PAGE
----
By 1787 the cost of this growing family was causing Michael financial problems and just at this time he lost his boat. On 3 February 1787 he wrote to Sir Joseph Banks asking for help. He hoped “your Honour would not take it amiss for troubling you” but he had had “the misfortune to lose his boat at the beginning of this winter” and “having a very large family and work being scarce [he] can hardly get a maintenance for his family”. He asked Joseph Banks if he could get him “a Custom house berth” “or any other berth your Honour may have in your power”. Of course Banks may not have had any influence in watermen’s affairs, which wouldn’t in any case, have come under the jurisdiction of the Navy. He may have helped Michael financially but when Hannah, the youngest child, died in November 1791, the family were in Deptford Workhouse.
Michael’s daughter Sarah married Richard Wild on 17 December 1804 at St Mary, Lewisham. Her sister Mary Ann who was a witness to this marriage, married John Marr, the other witness, at St Giles, Camberwell on 20 July 1806. I have not been able to discover the burials of either Michael or his wife in either of the Deptford parishes or in any neighbouring parish. Deptford Workhouse records which might have given more information, do not survive from this period. It seems likely the family stayed in Deptford because Susanna Littleboy, Richard and Michael’s sister who did not marry, was buried in St Nicholas in February 1817.
Richard III was the only surviving child of the marriage of Richard Littleboy and Rebecca Neale. He went to work in Woolwich Dockyard as a labourer and in about 1791 he married. His bride’s first name was Ann, but the marriage has not been found so we don’t know her surname. Some time after his marriage he, like his uncle Michael, found himself in financial difficulties, and decided to write to Sir Joseph Banks, unfortunately his letter is not dated. He appears to have written the letter himself as the spelling is rather erratic. He mentions “the favours your generosity confer’d on my father” and the fact that he is now an orphan and “my wagges not being safishent to saport an infant family” asks if Banks could “make me a Sarveyer” assuring him that “My Charicter will bear the Hardest Scruteny”. Joseph Banks seems to have been moved by this appeal because, although Richard only lived to be 41, by the time of death in 1809 he could describe himself in his will as a “Contractor in the Royal Dockyard”.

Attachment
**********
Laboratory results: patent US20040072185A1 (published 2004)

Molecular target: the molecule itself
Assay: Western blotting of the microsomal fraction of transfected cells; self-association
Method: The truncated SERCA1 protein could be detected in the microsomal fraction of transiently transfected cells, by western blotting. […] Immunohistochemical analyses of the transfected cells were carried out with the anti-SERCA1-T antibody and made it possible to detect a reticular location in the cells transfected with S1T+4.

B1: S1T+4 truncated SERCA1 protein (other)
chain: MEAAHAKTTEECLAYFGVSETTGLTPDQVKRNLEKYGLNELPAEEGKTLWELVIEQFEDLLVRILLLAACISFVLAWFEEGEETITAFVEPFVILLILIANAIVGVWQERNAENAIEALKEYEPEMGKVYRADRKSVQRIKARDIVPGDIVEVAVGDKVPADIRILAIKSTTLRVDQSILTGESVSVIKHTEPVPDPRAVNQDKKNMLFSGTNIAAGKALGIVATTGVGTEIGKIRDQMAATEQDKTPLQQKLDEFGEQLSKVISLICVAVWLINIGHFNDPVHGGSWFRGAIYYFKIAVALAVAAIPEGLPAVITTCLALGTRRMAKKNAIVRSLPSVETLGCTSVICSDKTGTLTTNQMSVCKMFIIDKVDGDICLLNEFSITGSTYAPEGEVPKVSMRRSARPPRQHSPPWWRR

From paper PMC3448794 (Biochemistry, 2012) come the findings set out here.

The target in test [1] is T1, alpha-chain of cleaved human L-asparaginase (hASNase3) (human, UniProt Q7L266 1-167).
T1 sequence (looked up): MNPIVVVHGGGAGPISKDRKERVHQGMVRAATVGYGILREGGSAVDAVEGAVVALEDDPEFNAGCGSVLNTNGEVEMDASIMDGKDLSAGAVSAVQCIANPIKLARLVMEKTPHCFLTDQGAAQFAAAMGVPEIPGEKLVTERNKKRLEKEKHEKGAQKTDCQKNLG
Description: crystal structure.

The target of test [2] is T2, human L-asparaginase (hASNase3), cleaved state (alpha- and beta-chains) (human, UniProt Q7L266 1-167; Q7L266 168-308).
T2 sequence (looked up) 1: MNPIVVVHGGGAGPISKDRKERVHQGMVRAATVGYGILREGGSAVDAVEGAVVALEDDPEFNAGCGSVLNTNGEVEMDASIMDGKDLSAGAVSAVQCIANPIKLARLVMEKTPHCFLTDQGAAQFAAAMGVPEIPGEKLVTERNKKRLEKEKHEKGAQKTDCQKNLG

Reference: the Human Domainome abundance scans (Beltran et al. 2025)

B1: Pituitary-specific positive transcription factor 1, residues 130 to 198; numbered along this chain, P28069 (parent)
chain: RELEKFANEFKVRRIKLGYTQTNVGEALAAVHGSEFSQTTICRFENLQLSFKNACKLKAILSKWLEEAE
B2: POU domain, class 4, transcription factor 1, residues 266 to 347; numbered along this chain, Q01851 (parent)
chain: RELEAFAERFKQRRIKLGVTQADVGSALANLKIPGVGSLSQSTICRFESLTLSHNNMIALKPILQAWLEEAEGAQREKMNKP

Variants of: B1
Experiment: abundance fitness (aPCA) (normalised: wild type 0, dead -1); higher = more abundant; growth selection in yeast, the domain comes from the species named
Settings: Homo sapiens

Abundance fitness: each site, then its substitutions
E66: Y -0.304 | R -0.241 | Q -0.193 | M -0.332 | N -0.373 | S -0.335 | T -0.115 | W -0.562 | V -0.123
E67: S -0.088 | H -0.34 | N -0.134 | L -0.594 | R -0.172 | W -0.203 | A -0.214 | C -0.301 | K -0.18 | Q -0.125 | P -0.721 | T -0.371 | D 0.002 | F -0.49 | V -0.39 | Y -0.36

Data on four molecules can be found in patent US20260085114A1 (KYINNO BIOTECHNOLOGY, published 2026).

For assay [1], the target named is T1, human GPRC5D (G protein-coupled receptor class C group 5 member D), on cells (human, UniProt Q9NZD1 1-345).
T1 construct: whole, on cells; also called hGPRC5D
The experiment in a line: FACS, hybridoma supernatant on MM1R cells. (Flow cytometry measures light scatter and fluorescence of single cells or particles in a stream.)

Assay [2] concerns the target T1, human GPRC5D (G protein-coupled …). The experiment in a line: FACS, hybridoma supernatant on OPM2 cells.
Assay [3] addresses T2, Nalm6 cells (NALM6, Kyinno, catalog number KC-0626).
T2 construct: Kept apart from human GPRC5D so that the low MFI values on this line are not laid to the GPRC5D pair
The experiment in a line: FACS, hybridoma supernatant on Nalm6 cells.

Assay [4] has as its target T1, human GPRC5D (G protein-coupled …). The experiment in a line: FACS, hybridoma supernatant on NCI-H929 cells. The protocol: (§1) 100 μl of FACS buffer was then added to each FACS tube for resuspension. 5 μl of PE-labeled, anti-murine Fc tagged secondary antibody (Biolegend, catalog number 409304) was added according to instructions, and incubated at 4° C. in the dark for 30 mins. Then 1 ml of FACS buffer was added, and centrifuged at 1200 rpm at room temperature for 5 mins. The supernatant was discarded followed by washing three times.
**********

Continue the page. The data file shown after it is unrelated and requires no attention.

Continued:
In his will he mentions his leasehold property which he wishes to be sold by public auction in order to raise the money to support his wife and children after his death. He wants the money so raised to be put into “parliamentary funds” to form a trust. The inventory of Richard Littleboy’s “goods, chattels and credits” has survived in the Public Record Office and from this it appears that in order to raise sufficient money for the trust, some of the Littleboys’ household goods were also sold in the public auction.
Richard left six children, of whom the youngest was only 3 at the time of his father’s death. The three eldest: James, Harriet and William all married; marriages for the younger three have not yet been found. Despite the auction not raising as much money as he had hoped Richard Littleboy appears to have bettered himself so that the shadow of the workhouse no longer loomed over his family as it did over so many others in the nineteenth century. It is nice to think that Sir Joseph Banks played a part in this.
Originally published in Cook's Log, page 19, volume 27, number 3 (2004).